Will mortgage rates go down in 2024? (2024)

Affiliate links for the products on this page are from partners that compensate us (see our advertiser disclosure with our list of partners for more details). However, our opinions are our own. See how we rate mortgages to write unbiased product reviews.

  • Inflation and Fed hikes have pushed mortgage rates up to a 20-year high.
  • 30-year mortgage rates are currently expected to fall to somewhere between 5.9% and 6.1% in 2024.
  • Instead of waiting for rates to drop, homebuyers should consider buying now and refinancing later to avoid increased competition next year.

Will mortgage rates go down in 2024? (1)

NEW LOOK

Sign up to get the inside scoop on today’s biggest stories in markets, tech, and business — delivered daily. Read preview

Will mortgage rates go down in 2024? (2)

Thanks for signing up!

Access your favorite topics in a personalized feed while you're on the go.

Good news for borrowers: The wait for lower rates may soon be over. As inflation slows and the economy cools off, mortgage rates should start trending down at some point this year, and they could even drop back below 6%.

Because inflation has come down so much since it peaked in 2022, the Federal Reserve has indicated it's ready to consider cutting the federal funds rate this year. This would remove a lot of upward pressure off of mortgage rates.

The not-so-good news: Rates probably won't go back to the historic lows we saw in 2020 and 2021. And once rates fall, homebuyers will likely have other challenges to contend with, including increased competition and rising home prices.

It also may take longer for rates to drop than initially expected. While the Fed is poised to start lowering rates this year, it wants to be sure that inflation is nearing its target rate of 2%. Some recent data has suggested that price growth may be a bit more stubborn than we thought, which has pushed back expectations of a Fed cut.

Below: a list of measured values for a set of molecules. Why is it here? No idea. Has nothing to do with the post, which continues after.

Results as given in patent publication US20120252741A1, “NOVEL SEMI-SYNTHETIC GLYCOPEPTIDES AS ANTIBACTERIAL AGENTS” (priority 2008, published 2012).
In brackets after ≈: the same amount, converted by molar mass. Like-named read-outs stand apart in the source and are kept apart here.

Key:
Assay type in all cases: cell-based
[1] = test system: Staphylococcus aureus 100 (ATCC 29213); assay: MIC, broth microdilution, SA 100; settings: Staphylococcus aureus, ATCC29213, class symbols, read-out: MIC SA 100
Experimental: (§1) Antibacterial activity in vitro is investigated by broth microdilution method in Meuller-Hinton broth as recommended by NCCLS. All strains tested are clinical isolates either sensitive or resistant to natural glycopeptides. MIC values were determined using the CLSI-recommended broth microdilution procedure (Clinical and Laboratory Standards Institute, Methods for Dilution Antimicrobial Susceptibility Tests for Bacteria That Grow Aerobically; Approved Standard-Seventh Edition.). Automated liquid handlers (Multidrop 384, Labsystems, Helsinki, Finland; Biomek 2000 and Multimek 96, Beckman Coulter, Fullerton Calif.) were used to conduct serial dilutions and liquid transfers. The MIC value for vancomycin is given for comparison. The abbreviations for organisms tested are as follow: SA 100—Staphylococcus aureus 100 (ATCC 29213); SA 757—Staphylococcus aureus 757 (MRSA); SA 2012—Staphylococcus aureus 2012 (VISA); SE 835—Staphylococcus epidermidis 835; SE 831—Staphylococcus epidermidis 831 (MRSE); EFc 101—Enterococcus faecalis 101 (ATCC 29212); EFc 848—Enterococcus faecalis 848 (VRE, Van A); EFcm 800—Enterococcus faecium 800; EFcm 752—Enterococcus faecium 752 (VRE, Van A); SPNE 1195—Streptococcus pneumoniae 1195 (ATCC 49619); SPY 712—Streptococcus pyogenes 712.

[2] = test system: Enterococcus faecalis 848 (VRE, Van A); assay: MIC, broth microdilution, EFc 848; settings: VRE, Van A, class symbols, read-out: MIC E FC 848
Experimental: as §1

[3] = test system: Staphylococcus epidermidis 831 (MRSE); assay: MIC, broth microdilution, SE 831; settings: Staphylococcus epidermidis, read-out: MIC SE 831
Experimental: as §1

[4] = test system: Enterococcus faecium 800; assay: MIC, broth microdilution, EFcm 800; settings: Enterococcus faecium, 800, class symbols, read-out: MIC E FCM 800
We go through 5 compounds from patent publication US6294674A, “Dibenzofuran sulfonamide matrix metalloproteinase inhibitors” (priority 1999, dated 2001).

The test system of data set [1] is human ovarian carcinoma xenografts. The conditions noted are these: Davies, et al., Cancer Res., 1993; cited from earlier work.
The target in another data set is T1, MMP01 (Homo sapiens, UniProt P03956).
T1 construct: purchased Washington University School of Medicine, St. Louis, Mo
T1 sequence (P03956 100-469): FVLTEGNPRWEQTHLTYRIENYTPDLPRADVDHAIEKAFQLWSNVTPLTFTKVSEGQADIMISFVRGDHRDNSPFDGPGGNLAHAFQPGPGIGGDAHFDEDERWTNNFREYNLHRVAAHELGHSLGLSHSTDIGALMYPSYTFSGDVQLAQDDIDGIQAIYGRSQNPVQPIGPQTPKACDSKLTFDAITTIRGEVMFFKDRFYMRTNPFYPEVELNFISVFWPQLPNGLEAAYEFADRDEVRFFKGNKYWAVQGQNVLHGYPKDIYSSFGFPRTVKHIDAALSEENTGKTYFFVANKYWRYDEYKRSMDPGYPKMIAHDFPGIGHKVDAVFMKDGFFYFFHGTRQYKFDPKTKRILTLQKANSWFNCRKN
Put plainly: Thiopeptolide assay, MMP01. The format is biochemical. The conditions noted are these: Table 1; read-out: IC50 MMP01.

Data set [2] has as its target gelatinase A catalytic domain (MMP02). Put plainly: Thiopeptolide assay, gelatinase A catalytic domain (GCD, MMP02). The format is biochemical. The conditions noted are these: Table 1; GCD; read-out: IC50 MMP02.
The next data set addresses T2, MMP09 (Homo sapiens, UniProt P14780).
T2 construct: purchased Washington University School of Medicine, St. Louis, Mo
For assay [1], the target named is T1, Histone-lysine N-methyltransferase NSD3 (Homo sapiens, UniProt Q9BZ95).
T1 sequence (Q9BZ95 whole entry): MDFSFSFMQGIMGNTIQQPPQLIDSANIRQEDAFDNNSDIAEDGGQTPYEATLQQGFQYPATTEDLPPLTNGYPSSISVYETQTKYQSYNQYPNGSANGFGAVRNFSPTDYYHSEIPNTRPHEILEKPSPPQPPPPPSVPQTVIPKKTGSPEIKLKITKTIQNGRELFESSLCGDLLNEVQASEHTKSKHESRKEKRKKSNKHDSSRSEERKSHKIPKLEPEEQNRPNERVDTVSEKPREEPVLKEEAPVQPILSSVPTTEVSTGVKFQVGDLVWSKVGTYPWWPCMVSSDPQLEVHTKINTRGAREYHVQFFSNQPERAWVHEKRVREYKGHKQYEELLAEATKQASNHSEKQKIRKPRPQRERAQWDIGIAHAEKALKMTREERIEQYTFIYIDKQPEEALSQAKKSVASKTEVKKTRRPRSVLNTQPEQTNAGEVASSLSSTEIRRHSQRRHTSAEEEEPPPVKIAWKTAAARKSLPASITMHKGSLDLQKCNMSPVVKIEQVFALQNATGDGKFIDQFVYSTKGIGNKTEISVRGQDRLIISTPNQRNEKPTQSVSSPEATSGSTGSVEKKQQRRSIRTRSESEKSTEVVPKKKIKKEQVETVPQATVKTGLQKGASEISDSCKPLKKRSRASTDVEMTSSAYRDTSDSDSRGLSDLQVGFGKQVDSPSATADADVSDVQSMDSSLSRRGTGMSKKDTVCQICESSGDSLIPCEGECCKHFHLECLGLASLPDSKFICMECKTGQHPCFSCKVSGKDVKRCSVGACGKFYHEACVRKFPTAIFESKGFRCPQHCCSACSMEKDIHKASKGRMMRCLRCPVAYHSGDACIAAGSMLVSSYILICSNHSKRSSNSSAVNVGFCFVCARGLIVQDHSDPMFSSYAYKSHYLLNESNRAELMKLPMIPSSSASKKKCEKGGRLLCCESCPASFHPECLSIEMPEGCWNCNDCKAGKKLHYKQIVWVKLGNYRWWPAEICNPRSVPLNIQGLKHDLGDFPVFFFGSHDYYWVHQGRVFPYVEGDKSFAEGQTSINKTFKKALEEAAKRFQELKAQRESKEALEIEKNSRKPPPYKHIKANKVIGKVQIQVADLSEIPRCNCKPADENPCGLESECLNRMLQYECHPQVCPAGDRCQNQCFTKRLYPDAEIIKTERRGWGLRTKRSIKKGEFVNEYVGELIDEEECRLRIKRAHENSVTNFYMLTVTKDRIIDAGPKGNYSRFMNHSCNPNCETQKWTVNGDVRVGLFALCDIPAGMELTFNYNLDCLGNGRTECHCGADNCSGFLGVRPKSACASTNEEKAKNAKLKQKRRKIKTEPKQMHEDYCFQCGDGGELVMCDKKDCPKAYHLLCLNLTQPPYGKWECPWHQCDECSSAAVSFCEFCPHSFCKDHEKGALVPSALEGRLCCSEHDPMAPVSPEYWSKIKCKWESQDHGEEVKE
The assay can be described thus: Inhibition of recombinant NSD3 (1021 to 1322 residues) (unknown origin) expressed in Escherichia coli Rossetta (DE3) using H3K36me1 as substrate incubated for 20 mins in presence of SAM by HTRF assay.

Will mortgage rates go down in 2024? Right now, it's looking like they will, but there are some things homeowners and buyers should know. Check out our in-depth mortgage rate forecast for 2024.

Why are mortgage rates so high?

Like other consumer rates, mortgage rates are impacted in large part by what's going on in the economy. Rates climbed in 2022 in response to rising inflation. To try to quell rising prices, the Fedstarted aggressively hiking the federal funds rate, which has also kept mortgage rates elevated.

Inflation has slowed significantly since it peaked in June 2022, when prices had risen 9.1% year over year, according to the Bureau of Labor Statistics. In January 2024, the Consumer Price Index was up 3.1% year over year.

Fed officials have said they need more inflation data before they consider cutting rates. Inflation has been somewhat sticky in recent months, not cooling as much as expected.

We could see the Fed cut rates around mid-2024. But if inflation stagnates, we might not get a cut until later in the year, which would keep mortgage rates higher for longer as well.

Mortgage rate predictions 2024

Most major forecasts expect rates to fall in 2024. But exactly when will mortgage rates go down? Here's how a few of the leading players stack up in their predictions:

Q1 2024Q2 2024Q3 2024Q4 2024
Mortgage Bankers Association6.9%6.6%6.3%6.1%
Fannie Mae6.5%6.3%6.1%5.9%
National Association of Realtors6.8%6.6%6.3%6.1%

The MBA's forecast suggests that 30-year mortgage rates will fall into the 6.1% to 6.9% range in 2024, and NAR's forecast is very similar, predicting that rates will remain in the 6.1% to 6.8% range. The Fannie Mae forecast predicts that 30-year mortgage rates will drop below 6% this year, reaching 5.9% by the end of 2024.

While there's some dispute on exactly how much rates will decrease, the general consensus is that mortgage rates will go down in 2024, and they could even end up close to or below 6% by the end of the year.

When will mortgage rates go down to 3%?

It's possible that rates will one day go back down to 3%, though if current trends hold that's not likely to happen anytime soon.

Think about the reason why rates went so low in the first place: In response to the COVID-19 pandemic, the Fed cut the federal funds rate to near zero and purchased a large number of mortgage-backed securities to stave off an economic crisis. This allowed mortgage rates to drop as low as they did, with 30-year mortgage rates reaching an all-time low of 2.65% in January 2021, according to Freddie Mac.